School Choice

(Photo courtesy: Boulder Valley School District).

School Choice

(Photo courtesy: Boulder Valley School District).

For as long as there’s been a housing market, “great schools” has been a family neighborhood’s top selling point — but does it really drive a sale? Not necessarily. We all appreciate and support our excellent schools without question, but proximity to them needn’t determine where student educational journeys take place.

Since 1994, Colorado families have had the option to request attendance at any state public school for free, even across district lines. Also known as Open Enrollment, the Public Schools of Choice law states that resident pupils may enroll in public schools other than that for which they are officially zoned according to home address, provided certain criteria is met. In other words, choices abound. But what does this really mean, and how does it work? Here, school officials answer popular questions.


There are many reasons families may wish to consider open enrollment — it all comes down to individual circumstances. An anticipated move or schedule constraints may impact decisions. A school’s specific focus or unique educational model may hold strong appeal. Whatever the pull, families can rest assured that their choices — all their choices — are good one. Locally, we couldn’t be in better hands, with Boulder Valley School District, St. Vrain Valley School District, and Adams 12 Five Star Schools all offering the utmost in extensive, top-quality, rigorous and diverse programming.


Each district offers online applications that can be submitted within specific timelines, shared in detail on their respective websites. Charter schools, public schools run by independent boards of directors as opposed to the district school board, have their own systems, and should be approached directly.

How submitted applications are handled varies between districts. In St. Vrain Valley School District, students are accepted on a first-come, first-served basis, with exceptions made for students who have a sibling already attending the school of choice. In contrast, Boulder Valley School District’s selection is based on a lottery process during the designated window, with transparency being top priority in efforts to accommodate all. “We produce board policies so all families can see our dates, preferences, and how we are completing our lottery,” says Mike Wilcox, BVSD Director for Student Enrollment. “We further keep our window open for a long time, trying to maximize opportunities.”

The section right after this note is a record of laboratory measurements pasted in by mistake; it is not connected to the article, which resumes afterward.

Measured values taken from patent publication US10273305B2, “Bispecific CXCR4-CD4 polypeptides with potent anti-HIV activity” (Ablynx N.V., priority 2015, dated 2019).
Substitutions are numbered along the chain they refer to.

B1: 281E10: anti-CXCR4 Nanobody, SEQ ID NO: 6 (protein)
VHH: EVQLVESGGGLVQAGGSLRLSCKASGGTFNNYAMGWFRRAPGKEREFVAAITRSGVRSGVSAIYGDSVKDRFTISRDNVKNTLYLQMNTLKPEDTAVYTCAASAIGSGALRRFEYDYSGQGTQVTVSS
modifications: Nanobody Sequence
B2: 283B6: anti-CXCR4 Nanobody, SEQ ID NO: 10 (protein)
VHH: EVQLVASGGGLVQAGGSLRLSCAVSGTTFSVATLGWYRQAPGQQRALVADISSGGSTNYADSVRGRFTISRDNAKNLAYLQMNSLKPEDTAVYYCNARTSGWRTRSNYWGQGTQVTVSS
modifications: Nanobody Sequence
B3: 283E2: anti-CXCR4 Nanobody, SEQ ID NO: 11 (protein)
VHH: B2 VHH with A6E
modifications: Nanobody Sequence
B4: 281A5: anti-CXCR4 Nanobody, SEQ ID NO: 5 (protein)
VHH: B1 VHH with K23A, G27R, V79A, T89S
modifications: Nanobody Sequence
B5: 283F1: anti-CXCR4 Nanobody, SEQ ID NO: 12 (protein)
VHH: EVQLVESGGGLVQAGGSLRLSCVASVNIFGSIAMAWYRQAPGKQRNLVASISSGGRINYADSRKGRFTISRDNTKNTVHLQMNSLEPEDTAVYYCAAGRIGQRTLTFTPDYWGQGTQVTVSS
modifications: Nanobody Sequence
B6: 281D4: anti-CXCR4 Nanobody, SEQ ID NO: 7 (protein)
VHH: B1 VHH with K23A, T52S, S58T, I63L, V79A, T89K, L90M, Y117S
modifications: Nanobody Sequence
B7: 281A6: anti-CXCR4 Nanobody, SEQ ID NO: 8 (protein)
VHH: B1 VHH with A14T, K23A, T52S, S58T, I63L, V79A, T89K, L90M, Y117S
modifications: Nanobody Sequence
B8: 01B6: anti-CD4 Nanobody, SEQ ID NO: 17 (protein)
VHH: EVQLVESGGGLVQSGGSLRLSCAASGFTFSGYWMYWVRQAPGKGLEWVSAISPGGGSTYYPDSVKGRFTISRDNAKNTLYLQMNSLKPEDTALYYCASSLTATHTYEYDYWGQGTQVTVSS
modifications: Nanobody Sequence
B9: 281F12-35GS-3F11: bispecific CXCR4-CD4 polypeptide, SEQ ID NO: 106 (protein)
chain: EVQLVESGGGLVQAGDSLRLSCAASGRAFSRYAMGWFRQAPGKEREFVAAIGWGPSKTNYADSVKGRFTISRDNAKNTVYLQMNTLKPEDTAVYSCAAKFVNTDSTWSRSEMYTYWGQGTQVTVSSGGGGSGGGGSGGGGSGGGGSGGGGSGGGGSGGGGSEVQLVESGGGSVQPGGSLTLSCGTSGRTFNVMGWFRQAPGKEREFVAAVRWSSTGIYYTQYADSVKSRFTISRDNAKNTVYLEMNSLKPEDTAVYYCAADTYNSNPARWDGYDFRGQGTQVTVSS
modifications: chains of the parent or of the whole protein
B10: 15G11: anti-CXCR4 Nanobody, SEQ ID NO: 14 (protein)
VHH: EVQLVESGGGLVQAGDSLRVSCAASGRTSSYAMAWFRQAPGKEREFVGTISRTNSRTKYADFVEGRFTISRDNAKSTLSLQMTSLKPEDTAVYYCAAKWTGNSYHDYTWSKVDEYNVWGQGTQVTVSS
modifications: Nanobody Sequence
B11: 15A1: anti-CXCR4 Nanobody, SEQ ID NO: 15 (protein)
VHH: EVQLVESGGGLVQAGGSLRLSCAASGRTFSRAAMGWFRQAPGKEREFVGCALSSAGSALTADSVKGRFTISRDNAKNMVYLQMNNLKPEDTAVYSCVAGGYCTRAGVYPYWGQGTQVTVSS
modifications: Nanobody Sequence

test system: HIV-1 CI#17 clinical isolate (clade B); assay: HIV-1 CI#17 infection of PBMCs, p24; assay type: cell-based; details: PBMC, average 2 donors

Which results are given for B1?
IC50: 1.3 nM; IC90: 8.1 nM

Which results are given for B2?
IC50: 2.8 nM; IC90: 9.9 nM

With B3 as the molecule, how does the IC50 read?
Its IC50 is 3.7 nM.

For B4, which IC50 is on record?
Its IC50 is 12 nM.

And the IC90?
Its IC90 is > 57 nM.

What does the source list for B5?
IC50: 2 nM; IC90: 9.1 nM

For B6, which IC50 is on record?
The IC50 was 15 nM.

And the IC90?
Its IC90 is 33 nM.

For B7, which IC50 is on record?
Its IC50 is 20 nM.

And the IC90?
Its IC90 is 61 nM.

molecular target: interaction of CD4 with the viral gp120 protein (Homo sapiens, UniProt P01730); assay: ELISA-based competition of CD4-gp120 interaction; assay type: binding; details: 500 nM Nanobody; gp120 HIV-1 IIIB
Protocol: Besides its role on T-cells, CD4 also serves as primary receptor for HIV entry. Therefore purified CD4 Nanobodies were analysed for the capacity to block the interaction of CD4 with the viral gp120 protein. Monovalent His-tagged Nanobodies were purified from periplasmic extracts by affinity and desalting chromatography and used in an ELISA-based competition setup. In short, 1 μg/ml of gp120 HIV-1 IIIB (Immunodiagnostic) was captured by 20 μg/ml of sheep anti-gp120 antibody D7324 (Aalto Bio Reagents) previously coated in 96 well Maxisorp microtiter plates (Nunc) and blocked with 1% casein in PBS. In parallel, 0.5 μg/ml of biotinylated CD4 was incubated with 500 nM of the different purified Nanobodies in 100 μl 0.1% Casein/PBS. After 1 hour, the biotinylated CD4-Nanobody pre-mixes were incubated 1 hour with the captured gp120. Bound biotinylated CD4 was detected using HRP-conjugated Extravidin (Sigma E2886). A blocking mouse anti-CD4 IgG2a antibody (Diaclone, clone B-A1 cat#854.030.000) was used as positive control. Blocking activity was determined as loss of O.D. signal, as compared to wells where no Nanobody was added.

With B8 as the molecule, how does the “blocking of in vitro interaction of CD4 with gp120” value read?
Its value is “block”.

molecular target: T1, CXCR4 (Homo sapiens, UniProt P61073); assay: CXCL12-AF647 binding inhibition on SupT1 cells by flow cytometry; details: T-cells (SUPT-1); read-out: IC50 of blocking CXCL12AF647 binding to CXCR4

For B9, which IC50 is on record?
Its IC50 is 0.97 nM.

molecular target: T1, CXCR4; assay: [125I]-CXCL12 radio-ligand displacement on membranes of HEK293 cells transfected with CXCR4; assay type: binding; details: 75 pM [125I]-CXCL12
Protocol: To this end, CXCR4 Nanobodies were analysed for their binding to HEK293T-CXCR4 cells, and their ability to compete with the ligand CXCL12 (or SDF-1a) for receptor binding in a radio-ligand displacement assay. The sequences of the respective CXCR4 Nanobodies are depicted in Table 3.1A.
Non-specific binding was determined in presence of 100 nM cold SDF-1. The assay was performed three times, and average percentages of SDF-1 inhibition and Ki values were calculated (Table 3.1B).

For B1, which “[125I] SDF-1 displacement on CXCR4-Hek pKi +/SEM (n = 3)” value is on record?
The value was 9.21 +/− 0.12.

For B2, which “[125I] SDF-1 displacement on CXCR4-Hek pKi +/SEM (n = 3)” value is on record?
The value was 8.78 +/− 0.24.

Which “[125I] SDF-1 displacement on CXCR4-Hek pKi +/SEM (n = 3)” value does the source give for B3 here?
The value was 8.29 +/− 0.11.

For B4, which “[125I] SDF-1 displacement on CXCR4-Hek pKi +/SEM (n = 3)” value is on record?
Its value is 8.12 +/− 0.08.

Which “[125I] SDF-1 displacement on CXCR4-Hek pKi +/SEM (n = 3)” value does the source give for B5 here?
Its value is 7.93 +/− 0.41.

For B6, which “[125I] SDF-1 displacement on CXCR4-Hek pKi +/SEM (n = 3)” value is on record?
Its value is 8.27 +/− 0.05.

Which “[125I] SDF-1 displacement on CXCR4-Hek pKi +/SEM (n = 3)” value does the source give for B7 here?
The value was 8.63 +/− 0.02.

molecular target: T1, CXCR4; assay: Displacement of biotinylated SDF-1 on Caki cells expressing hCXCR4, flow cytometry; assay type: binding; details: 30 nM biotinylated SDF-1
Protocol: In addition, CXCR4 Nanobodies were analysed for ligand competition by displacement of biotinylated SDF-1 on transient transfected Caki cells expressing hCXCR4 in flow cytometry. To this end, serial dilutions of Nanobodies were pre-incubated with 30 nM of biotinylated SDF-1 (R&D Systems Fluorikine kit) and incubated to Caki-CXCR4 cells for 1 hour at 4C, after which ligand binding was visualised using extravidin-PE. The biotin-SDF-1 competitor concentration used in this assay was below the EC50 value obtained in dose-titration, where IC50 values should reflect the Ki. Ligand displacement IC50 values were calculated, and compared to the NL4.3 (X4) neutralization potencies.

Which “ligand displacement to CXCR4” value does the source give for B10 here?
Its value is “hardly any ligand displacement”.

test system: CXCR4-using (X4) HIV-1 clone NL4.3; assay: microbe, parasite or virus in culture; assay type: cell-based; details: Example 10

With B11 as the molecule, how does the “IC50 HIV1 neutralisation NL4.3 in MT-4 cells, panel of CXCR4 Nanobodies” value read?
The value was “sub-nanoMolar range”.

School Choice

(Photo courtesy: Boulder Valley School District).

In Adams 12, three rounds of choice are offered, with the first round encouraged for priority consideration. Here, applications are considered on a lottery basis in rounds one and two, with the third round being processed on a first-come, first-served basis dependent on space.


Schools can deny applications for a couple of reasons, explains Amber Muir, SVVSD Student Data Manager. The primary reason this happens is when capacity is reached in the requested grade level or as a whole school. The open enrollment law also allows for requests to be denied in instances when an issue is determined to be a concern through Safe School Legislation, when a school does not offer services or facilities to meet a student’s needs, or when the students has been expelled. Typically in these cases, recommendations will be made for a school placement that can better meet student needs, says Muir.


Start by exploring. Individual school websites are replete with vibrant, thorough information across all local districts. The St. Vrain Valley School District Communications Department puts together a great catalog of schools and their programs, Muir shares. All 5th grade and 8th grade families receive a Middle and High School Options publication in the mail showcasing the variety of school and program options available to them.

Once you’ve gotten a sense of what’s out there, go visit. “We offer plenty of tours and events,” Wilcox says.

“All schools post info on their own and district websites, and staff are always available to talk with interested families on site.”

All three districts offer tours, and work to be as accommodating as possible when it comes to supporting families in their research.

School Choice

(Photo courtesy: Boulder Valley School District).


One factor families should consider carefully is whether or not students can reasonably get to and from schools once accepted. Transportation is not provided. Outside of that, it comes down to personal preferences. So many options can be overwhelming, but they don’t have to be. Take heart in knowing, all the choices truly are good ones. What’s more, students are always welcome at their neighborhood “home school”. “You cannot make a bad choice,” says Robbyn Fernandez, BVSD Assistant Superintendent of School Leadership.

“We are far more alike than we are different. All our schools ground instruction in state standards, share the same dedication to our students and families, and have the same driven instructional purpose.”

Learn more about School Choice:

By Wendy McMillan, Raised in the Rockies. Photos courtesy: Boulder Valley School District